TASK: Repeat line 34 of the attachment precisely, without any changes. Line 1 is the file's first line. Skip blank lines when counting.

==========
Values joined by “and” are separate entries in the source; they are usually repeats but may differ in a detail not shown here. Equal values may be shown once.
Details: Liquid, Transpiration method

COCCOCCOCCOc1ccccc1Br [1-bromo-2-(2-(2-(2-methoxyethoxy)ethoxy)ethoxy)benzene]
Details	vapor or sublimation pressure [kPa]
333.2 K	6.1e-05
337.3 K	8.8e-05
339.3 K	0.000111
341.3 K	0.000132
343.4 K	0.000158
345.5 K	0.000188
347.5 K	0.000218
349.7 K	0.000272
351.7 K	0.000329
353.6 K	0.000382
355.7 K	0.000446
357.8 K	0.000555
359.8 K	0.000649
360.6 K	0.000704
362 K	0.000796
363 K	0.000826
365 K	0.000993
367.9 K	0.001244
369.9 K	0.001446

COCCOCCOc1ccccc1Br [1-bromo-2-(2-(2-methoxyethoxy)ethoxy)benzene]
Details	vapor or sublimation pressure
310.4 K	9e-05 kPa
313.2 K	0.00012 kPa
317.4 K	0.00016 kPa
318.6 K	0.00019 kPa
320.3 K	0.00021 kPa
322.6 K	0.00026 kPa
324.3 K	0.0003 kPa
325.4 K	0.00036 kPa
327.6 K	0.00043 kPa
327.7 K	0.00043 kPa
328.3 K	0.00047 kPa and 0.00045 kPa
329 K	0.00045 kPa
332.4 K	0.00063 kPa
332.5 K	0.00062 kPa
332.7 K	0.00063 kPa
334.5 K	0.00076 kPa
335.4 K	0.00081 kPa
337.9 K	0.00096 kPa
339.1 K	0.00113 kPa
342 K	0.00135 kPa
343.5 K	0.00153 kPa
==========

327.6 K	0.00043 kPa